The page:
Nick Bollinger reviews the first full album in almost two decades from Flying Nun flag bearers The Chills.
Silver Bullets is the first full-length album from The Chills in nearly twenty years, yet in a strange way it’s like they have never been gone. Famous for their ever-changing line-up, The Chills is really the brand of Martin Phillipps, who formed the first Chills in Dunedin back in the early 80s; part of that initial boom of bands that for a long time would define that city’s sound. And one of the remarkable things about this latest album is that through all the changes in line-up, changes in technology, not to mention the personal changes anyone goes through over two decades, it still sounds so recognisably like the Chills. But it’s not just Phillipps’s voice, which remains tuneful and ageless with the same gentle guileless quality that characterised those early records; everything, from the chord changes he favours to the big reverbs, is like stepping into a forgotten but familiar room.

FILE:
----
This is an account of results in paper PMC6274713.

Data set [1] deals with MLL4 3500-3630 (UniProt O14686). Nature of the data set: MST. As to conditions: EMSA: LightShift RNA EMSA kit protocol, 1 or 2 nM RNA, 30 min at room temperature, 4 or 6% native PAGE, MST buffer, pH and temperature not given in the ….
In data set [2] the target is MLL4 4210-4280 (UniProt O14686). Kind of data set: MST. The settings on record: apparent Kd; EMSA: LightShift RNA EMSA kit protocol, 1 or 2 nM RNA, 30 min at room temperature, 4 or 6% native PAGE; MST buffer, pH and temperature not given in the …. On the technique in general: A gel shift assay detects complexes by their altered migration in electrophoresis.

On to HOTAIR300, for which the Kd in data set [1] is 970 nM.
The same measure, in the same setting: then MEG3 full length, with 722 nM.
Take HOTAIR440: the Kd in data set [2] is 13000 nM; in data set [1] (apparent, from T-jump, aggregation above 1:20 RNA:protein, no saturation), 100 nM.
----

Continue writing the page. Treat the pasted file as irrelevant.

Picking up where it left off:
Perhaps more than any of his Dunedin peers, Martin Phillipps always had an affection and instinct for the classic pop song. While the Verlaines were taking their cues from Mahler, and the Clean delving into dark psychedelia, Phillipps would frame his verses around simple hummable hooks that stuck like bubblegum. And he clearly hasn’t lost that gift. But in a sense, Phillipps’s instinct for simplicity is the Trojan horse that allows him to address some complex and serious subjects, without sounding gloomy or portentous. Ecology has long been a concern of his work, and a new song like ‘Underwater Wasteland’ is almost childlike in the way it conjures its submarine world, yet also sounds a warning about what is really at stake. A concern not just for the planet but all of its inhabitants runs through these songs, but perhaps the closest he has come to writing an out and out social commentary comes in the second half of a two part medley, which he calls ‘When The Poor Can Reach The Moon’.
Silver Bullets is a big, beautiful and meaningful pop album; the kind Martin Phillipps might have been dreaming about when he was making those first four-track Chills recordings in Dunedin more than thirty years ago.
Songs played: Molten Gold, America Says Hello, Warm Waveform, Aurora Corona, Underwater Wasteland, When The Poor Can Reach The Moon, Silver Bullets